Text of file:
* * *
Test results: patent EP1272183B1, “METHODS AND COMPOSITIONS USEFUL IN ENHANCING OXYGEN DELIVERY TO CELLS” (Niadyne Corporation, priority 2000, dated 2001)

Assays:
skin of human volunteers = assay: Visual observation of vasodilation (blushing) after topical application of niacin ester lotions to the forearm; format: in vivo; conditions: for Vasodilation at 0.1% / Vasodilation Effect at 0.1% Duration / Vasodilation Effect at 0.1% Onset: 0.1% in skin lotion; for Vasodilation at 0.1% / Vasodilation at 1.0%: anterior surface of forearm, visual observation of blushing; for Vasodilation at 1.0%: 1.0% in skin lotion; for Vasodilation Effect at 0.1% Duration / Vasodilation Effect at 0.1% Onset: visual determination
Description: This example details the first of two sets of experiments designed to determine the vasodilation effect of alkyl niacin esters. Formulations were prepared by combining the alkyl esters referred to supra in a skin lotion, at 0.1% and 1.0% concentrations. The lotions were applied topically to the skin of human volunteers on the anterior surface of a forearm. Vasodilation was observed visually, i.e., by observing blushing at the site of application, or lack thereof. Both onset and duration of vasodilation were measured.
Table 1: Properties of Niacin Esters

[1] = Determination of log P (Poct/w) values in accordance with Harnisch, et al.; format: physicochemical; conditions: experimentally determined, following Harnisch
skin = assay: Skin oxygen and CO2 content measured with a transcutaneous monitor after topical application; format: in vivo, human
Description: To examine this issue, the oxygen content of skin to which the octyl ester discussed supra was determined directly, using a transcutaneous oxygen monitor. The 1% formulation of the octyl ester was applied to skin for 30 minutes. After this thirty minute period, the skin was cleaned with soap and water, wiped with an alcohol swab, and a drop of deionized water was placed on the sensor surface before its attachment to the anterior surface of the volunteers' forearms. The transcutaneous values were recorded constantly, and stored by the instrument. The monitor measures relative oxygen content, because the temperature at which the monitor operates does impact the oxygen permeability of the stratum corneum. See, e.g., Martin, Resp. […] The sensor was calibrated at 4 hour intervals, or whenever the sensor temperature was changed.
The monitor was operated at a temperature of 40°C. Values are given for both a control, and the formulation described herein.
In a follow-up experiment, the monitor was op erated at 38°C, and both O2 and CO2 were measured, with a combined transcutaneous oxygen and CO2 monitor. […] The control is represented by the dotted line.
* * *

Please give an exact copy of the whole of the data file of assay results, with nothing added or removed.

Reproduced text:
Test results: patent EP1272183B1, “METHODS AND COMPOSITIONS USEFUL IN ENHANCING OXYGEN DELIVERY TO CELLS” (Niadyne Corporation, priority 2000, dated 2001)

Assays:
skin of human volunteers = assay: Visual observation of vasodilation (blushing) after topical application of niacin ester lotions to the forearm; format: in vivo; conditions: for Vasodilation at 0.1% / Vasodilation Effect at 0.1% Duration / Vasodilation Effect at 0.1% Onset: 0.1% in skin lotion; for Vasodilation at 0.1% / Vasodilation at 1.0%: anterior surface of forearm, visual observation of blushing; for Vasodilation at 1.0%: 1.0% in skin lotion; for Vasodilation Effect at 0.1% Duration / Vasodilation Effect at 0.1% Onset: visual determination
Description: This example details the first of two sets of experiments designed to determine the vasodilation effect of alkyl niacin esters. Formulations were prepared by combining the alkyl esters referred to supra in a skin lotion, at 0.1% and 1.0% concentrations. The lotions were applied topically to the skin of human volunteers on the anterior surface of a forearm. Vasodilation was observed visually, i.e., by observing blushing at the site of application, or lack thereof. Both onset and duration of vasodilation were measured.
Table 1: Properties of Niacin Esters

[1] = Determination of log P (Poct/w) values in accordance with Harnisch, et al.; format: physicochemical; conditions: experimentally determined, following Harnisch
skin = assay: Skin oxygen and CO2 content measured with a transcutaneous monitor after topical application; format: in vivo, human
Description: To examine this issue, the oxygen content of skin to which the octyl ester discussed supra was determined directly, using a transcutaneous oxygen monitor. The 1% formulation of the octyl ester was applied to skin for 30 minutes. After this thirty minute period, the skin was cleaned with soap and water, wiped with an alcohol swab, and a drop of deionized water was placed on the sensor surface before its attachment to the anterior surface of the volunteers' forearms. The transcutaneous values were recorded constantly, and stored by the instrument. The monitor measures relative oxygen content, because the temperature at which the monitor operates does impact the oxygen permeability of the stratum corneum. See, e.g., Martin, Resp. […] The sensor was calibrated at 4 hour intervals, or whenever the sensor temperature was changed.
The monitor was operated at a temperature of 40°C. Values are given for both a control, and the formulation described herein.
In a follow-up experiment, the monitor was op erated at 38°C, and both O2 and CO2 were measured, with a combined transcutaneous oxygen and CO2 monitor. […] The control is represented by the dotted line.